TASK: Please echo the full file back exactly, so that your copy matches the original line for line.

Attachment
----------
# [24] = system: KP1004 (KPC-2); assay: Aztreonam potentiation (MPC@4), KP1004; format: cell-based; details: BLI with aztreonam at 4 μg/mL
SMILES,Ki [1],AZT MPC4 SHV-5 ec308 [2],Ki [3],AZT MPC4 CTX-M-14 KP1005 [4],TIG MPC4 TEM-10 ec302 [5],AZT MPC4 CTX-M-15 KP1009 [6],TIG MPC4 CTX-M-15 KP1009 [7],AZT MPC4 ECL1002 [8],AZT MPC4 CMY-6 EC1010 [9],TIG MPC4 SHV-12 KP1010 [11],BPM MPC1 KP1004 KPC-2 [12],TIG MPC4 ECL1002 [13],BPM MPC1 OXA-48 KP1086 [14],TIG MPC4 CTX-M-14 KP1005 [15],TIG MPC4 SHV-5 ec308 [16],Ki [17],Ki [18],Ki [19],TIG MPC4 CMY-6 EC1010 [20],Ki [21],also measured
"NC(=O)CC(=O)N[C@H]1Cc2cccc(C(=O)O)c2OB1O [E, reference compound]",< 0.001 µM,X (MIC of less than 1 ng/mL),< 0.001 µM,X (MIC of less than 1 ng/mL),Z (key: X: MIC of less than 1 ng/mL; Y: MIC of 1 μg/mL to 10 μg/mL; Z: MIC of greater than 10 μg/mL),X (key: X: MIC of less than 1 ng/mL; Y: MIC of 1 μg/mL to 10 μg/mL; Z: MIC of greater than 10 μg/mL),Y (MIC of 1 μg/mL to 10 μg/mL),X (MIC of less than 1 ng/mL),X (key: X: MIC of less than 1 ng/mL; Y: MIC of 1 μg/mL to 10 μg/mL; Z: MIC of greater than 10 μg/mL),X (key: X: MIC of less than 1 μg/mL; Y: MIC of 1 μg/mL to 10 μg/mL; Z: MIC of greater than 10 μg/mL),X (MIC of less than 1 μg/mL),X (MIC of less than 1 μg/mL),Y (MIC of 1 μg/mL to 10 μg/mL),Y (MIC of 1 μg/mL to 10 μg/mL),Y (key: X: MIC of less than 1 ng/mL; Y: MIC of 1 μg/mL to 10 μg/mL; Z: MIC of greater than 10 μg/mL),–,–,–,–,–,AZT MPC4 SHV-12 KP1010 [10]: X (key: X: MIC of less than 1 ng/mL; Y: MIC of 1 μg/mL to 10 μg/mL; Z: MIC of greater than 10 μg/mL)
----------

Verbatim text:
# [24] = system: KP1004 (KPC-2); assay: Aztreonam potentiation (MPC@4), KP1004; format: cell-based; details: BLI with aztreonam at 4 μg/mL
SMILES,Ki [1],AZT MPC4 SHV-5 ec308 [2],Ki [3],AZT MPC4 CTX-M-14 KP1005 [4],TIG MPC4 TEM-10 ec302 [5],AZT MPC4 CTX-M-15 KP1009 [6],TIG MPC4 CTX-M-15 KP1009 [7],AZT MPC4 ECL1002 [8],AZT MPC4 CMY-6 EC1010 [9],TIG MPC4 SHV-12 KP1010 [11],BPM MPC1 KP1004 KPC-2 [12],TIG MPC4 ECL1002 [13],BPM MPC1 OXA-48 KP1086 [14],TIG MPC4 CTX-M-14 KP1005 [15],TIG MPC4 SHV-5 ec308 [16],Ki [17],Ki [18],Ki [19],TIG MPC4 CMY-6 EC1010 [20],Ki [21],also measured
"NC(=O)CC(=O)N[C@H]1Cc2cccc(C(=O)O)c2OB1O [E, reference compound]",< 0.001 µM,X (MIC of less than 1 ng/mL),< 0.001 µM,X (MIC of less than 1 ng/mL),Z (key: X: MIC of less than 1 ng/mL; Y: MIC of 1 μg/mL to 10 μg/mL; Z: MIC of greater than 10 μg/mL),X (key: X: MIC of less than 1 ng/mL; Y: MIC of 1 μg/mL to 10 μg/mL; Z: MIC of greater than 10 μg/mL),Y (MIC of 1 μg/mL to 10 μg/mL),X (MIC of less than 1 ng/mL),X (key: X: MIC of less than 1 ng/mL; Y: MIC of 1 μg/mL to 10 μg/mL; Z: MIC of greater than 10 μg/mL),X (key: X: MIC of less than 1 μg/mL; Y: MIC of 1 μg/mL to 10 μg/mL; Z: MIC of greater than 10 μg/mL),X (MIC of less than 1 μg/mL),X (MIC of less than 1 μg/mL),Y (MIC of 1 μg/mL to 10 μg/mL),Y (MIC of 1 μg/mL to 10 μg/mL),Y (key: X: MIC of less than 1 ng/mL; Y: MIC of 1 μg/mL to 10 μg/mL; Z: MIC of greater than 10 μg/mL),–,–,–,–,–,AZT MPC4 SHV-12 KP1010 [10]: X (key: X: MIC of less than 1 ng/mL; Y: MIC of 1 μg/mL to 10 μg/mL; Z: MIC of greater than 10 μg/mL)